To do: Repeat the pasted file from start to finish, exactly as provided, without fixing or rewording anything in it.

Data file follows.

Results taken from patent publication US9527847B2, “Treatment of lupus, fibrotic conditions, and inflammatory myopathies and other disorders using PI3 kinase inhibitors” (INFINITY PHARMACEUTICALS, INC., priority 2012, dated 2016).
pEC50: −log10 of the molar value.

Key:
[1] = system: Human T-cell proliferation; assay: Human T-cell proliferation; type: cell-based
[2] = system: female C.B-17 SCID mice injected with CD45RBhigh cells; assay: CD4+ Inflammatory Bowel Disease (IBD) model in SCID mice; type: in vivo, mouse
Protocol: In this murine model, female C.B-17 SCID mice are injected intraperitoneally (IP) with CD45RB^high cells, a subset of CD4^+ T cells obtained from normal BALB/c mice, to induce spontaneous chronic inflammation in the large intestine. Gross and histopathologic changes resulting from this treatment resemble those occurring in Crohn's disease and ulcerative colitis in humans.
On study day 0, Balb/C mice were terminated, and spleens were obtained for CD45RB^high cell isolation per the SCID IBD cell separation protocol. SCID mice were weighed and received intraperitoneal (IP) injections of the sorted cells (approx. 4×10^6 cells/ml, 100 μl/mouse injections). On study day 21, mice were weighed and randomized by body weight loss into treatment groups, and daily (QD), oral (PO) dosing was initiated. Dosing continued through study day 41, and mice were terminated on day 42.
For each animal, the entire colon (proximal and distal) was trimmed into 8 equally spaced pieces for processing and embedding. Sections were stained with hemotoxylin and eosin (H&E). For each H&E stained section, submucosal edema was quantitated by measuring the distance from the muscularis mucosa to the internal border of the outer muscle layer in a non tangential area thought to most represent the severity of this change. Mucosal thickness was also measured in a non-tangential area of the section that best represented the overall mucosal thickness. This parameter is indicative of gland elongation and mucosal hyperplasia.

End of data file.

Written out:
Results taken from patent publication US9527847B2, “Treatment of lupus, fibrotic conditions, and inflammatory myopathies and other disorders using PI3 kinase inhibitors” (INFINITY PHARMACEUTICALS, INC., priority 2012, dated 2016).
pEC50: −log10 of the molar value.

Key:
[1] = system: Human T-cell proliferation; assay: Human T-cell proliferation; type: cell-based
[2] = system: female C.B-17 SCID mice injected with CD45RBhigh cells; assay: CD4+ Inflammatory Bowel Disease (IBD) model in SCID mice; type: in vivo, mouse
Protocol: In this murine model, female C.B-17 SCID mice are injected intraperitoneally (IP) with CD45RB^high cells, a subset of CD4^+ T cells obtained from normal BALB/c mice, to induce spontaneous chronic inflammation in the large intestine. Gross and histopathologic changes resulting from this treatment resemble those occurring in Crohn's disease and ulcerative colitis in humans.
On study day 0, Balb/C mice were terminated, and spleens were obtained for CD45RB^high cell isolation per the SCID IBD cell separation protocol. SCID mice were weighed and received intraperitoneal (IP) injections of the sorted cells (approx. 4×10^6 cells/ml, 100 μl/mouse injections). On study day 21, mice were weighed and randomized by body weight loss into treatment groups, and daily (QD), oral (PO) dosing was initiated. Dosing continued through study day 41, and mice were terminated on day 42.
For each animal, the entire colon (proximal and distal) was trimmed into 8 equally spaced pieces for processing and embedding. Sections were stained with hemotoxylin and eosin (H&E). For each H&E stained section, submucosal edema was quantitated by measuring the distance from the muscularis mucosa to the internal border of the outer muscle layer in a non tangential area thought to most represent the severity of this change. Mucosal thickness was also measured in a non-tangential area of the section that best represented the overall mucosal thickness. This parameter is indicative of gland elongation and mucosal hyperplasia.